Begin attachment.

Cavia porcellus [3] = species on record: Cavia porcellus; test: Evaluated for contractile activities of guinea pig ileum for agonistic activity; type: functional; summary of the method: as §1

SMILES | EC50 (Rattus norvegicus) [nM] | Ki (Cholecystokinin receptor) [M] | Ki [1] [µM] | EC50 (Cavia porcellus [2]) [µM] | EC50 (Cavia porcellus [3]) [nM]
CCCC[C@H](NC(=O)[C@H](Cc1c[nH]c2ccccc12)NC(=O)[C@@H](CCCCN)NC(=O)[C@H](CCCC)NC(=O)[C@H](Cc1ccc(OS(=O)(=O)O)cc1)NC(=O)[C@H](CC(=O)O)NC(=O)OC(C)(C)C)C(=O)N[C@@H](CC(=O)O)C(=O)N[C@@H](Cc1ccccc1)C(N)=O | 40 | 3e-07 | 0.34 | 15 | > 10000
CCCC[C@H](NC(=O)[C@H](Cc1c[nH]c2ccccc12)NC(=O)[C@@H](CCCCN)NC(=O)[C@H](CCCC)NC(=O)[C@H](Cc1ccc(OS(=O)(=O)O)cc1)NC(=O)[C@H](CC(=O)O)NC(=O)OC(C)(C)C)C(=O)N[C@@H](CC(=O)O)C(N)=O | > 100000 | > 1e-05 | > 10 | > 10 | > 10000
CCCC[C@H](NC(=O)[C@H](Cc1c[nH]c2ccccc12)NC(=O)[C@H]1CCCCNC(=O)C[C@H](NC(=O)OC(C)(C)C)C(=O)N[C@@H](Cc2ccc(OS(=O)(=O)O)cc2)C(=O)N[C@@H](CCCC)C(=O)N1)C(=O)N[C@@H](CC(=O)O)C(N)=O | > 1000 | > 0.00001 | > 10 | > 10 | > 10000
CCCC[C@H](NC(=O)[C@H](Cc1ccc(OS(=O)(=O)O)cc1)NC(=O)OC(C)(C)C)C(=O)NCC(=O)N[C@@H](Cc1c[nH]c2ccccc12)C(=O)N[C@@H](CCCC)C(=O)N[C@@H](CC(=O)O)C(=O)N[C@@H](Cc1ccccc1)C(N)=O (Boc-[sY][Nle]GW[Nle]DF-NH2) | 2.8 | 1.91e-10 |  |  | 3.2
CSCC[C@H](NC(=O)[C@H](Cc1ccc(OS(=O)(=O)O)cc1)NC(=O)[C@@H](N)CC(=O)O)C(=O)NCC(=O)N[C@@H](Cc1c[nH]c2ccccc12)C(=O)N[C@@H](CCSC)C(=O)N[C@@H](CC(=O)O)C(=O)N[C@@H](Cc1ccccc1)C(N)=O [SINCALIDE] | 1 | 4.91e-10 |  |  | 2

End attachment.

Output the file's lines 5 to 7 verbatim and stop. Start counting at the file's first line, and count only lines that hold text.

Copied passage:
CCCC[C@H](NC(=O)[C@H](Cc1c[nH]c2ccccc12)NC(=O)[C@H]1CCCCNC(=O)C[C@H](NC(=O)OC(C)(C)C)C(=O)N[C@@H](Cc2ccc(OS(=O)(=O)O)cc2)C(=O)N[C@@H](CCCC)C(=O)N1)C(=O)N[C@@H](CC(=O)O)C(N)=O | > 1000 | > 0.00001 | > 10 | > 10 | > 10000
CCCC[C@H](NC(=O)[C@H](Cc1ccc(OS(=O)(=O)O)cc1)NC(=O)OC(C)(C)C)C(=O)NCC(=O)N[C@@H](Cc1c[nH]c2ccccc12)C(=O)N[C@@H](CCCC)C(=O)N[C@@H](CC(=O)O)C(=O)N[C@@H](Cc1ccccc1)C(N)=O (Boc-[sY][Nle]GW[Nle]DF-NH2) | 2.8 | 1.91e-10 |  |  | 3.2
CSCC[C@H](NC(=O)[C@H](Cc1ccc(OS(=O)(=O)O)cc1)NC(=O)[C@@H](N)CC(=O)O)C(=O)NCC(=O)N[C@@H](Cc1c[nH]c2ccccc12)C(=O)N[C@@H](CCSC)C(=O)N[C@@H](CC(=O)O)C(=O)N[C@@H](Cc1ccccc1)C(N)=O [SINCALIDE] | 1 | 4.91e-10 |  |  | 2